I just thought, “If I make it animated, it works in the brain the way I want it to work with people.” I did this on a couple other films. It’s just like, oh, memory and fantasy and history all collide in the brain and be the right place to see this movie from.
So once I did that, once I made that jump and started, I got my old collaborator, Tommy, his company. We were all on board. And then I took that to Netflix, and they liked it. They just say, “We like the script. We like you.” They say, “We have these three categories. We have big animations, and we have this middle category, and then we have this other category. You’re in that category. We call it prestige, or whatever.”
It’s like, okay, there’s a place for adults, weirdo, whatever. I was saying, “I think this is kind of a family film, fantasy, if you grew up … ” I was kind of pitching it, and they’re like, “Yeah, yeah.” But thank God, they took the risk. But my hat’s off to them.
I guess, because animation’s so damn expensive, the way it’s done typically, that they can only think of huge kid-friendly family films. But Netflix, they let me do this kind of odd period piece film that happens to have a family in it and kids. So I think it checks a box there. But it’s a more unusual-looking and feeling film. But bless them for coming to board. And they were just wonderful to work with. I mean, no kidding.
I never got script notes. And it was an unusual script, heavy on the narration. It was a huge leap of faith, and they took with me. So, I’m forever grateful. I was never more grateful to be working on a movie at the time we were working on this. We wrapped our live action part right before the pandemic kicked in and everything went away. So I got to spend the whole pandemic working on this film, which was so fun.
How long was the live-action shoot?
LINKLATER: It was only 20 days.
For people that don’t realize, or don’t know when they’re watching the film, how much is actually filmed and then animated upon? Could you sort of talk about that aspect?
LINKLATER: It’s easier to look at it like, this isn’t… We’re dropping down characters into a 100% animated world. Everything in this movie’s animated. We recreated everything in the design and animation. Pretty traditional too. It’s like 2D, 3D elements.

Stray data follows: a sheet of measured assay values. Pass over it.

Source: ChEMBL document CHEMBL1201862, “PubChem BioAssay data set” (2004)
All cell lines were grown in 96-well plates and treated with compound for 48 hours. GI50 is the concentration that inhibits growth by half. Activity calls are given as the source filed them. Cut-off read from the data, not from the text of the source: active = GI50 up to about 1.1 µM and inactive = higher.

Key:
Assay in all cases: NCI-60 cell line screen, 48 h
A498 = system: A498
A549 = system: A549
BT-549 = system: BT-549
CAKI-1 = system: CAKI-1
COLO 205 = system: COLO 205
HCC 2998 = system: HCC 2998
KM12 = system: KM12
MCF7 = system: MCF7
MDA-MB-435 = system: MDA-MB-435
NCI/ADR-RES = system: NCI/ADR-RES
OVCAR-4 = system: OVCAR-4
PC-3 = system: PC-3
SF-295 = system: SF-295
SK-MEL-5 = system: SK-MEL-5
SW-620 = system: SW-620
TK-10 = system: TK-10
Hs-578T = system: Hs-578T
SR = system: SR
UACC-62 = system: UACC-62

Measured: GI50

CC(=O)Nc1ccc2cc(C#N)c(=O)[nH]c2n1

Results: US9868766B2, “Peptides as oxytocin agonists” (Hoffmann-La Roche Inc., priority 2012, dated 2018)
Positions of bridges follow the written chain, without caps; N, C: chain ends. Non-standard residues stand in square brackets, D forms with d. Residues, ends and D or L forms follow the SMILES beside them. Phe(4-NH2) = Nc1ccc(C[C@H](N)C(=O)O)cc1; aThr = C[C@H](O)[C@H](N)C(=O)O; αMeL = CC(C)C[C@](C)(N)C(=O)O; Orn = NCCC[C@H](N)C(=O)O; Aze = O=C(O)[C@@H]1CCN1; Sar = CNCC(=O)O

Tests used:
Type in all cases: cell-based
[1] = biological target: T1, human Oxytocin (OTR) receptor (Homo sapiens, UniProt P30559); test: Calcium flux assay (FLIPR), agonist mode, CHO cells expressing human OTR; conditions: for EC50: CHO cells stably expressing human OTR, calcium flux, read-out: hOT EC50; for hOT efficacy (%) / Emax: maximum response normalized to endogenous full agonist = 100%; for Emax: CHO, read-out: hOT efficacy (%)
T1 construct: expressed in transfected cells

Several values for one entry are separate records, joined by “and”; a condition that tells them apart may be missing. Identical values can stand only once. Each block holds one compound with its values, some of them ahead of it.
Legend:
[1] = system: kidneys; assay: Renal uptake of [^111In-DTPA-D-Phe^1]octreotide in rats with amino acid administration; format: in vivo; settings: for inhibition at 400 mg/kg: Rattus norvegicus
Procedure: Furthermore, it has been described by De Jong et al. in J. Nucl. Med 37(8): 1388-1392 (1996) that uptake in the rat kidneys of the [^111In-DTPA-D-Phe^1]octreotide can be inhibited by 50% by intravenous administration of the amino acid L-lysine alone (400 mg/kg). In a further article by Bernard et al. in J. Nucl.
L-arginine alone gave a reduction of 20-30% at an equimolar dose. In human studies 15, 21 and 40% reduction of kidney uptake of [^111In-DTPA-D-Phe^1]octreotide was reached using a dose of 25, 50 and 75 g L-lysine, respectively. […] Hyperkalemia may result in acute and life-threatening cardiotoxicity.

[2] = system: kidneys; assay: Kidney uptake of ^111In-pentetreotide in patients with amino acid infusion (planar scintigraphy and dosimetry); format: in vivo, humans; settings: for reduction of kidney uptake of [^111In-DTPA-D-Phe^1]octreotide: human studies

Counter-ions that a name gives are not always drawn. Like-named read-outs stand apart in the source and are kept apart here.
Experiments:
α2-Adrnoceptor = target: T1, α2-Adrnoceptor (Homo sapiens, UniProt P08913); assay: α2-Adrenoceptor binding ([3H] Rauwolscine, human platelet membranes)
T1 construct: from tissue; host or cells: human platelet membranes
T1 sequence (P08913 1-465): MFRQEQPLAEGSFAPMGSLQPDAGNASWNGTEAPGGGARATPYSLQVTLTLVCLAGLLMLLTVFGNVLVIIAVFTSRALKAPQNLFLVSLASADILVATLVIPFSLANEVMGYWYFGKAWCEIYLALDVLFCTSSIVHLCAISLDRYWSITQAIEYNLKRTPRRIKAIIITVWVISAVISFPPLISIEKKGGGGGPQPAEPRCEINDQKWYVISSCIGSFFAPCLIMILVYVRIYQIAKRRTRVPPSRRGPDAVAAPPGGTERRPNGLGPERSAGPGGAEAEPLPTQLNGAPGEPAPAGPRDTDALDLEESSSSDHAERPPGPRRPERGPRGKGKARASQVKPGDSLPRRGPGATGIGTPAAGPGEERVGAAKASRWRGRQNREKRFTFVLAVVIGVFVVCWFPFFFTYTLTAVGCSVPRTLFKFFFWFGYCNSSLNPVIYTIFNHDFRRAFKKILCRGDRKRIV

Our live action shoot is 100% green screen. The only props we have are if an actor is interacting with something. But other than that, everything’s created in the animation. So it’s a little more traditional. It’s kind of a throwback. The look of the movie we were going for a little bit of a… It’s kind of a challenge to through digital means, make something that feels analog. But it’s a period film. I wanted to have the cinematic qualities of maybe that time. So it wasn’t really the technology. It was the ideas that we brought to it. So it’s very different than my two previous animated films. This is much more like traditionally animated. I would say.
What did you learn making those two previous films that you applied to this one?
LINKLATER: It was a similar impulse to capture what I like about the reality of the characters. I know animation struggles with that, with humans, to have realistic human portrayals. What I was going for was a realism. So I like the performance capture element, so that’s what I brought forward, I felt would work. That’s what we were thinking.
But unlike those other two, where we really did animate everything that we had shot, it was basically … You could omit things, but for the most part, we were animating what we had filmed. This wasn’t that at all. Every shot was a special effect. We were really hemmed in by the design, but we were just loose enough to make it up too, as we went along, largely.
For soon to be fans of the movie, what do you think would surprise them to learn about the actual making of the film?
LINKLATER: Good question. Well, if they’re bringing in the two previous films, I would just…The two previous animated films. I’m up against oh, another rotoscope movie. I was like, “No, no.” We recreated a world that doesn’t exist. We brought back Astroworld. That hasn’t been here for a long time. We brought back a world. We conjured up a world that didn’t exist through animation. It was all recreated. So it’s more creative.
But surprised? Just that the actors, like any big action film or thing, they’re not interacting with anything. They’re just having to imagine everything like, “Oh, we’re at the drive-in. We’re walking around. Look over there. There’s a couple making out in the car.”
This film, Hellfighters on the background. But the kids are just … It’s like make believe. They’re just wandering around, but we’ve taped off the floor. So don’t walk through, walk around. And so, it’s all make believe. It’s all a big visual trick.
I really enjoy Jack Black’s line delivery in the movie, in the specificity of the way he does the lines. How long did it take for you to figure out that was the way you wanted him to do it?